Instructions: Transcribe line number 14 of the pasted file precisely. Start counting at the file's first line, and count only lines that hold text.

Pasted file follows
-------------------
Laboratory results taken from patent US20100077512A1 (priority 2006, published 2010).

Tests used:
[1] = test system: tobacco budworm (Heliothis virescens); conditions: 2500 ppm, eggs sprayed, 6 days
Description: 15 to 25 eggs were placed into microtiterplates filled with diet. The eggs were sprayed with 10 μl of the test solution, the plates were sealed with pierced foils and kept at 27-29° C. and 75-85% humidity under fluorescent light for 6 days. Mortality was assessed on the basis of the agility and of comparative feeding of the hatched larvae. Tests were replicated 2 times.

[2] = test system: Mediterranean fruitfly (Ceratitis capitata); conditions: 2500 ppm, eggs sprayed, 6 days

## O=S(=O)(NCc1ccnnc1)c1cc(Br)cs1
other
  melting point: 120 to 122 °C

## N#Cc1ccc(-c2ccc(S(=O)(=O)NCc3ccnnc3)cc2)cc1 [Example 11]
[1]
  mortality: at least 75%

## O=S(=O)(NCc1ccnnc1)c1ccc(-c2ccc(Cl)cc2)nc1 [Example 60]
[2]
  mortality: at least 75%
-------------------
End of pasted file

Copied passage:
  mortality: at least 75%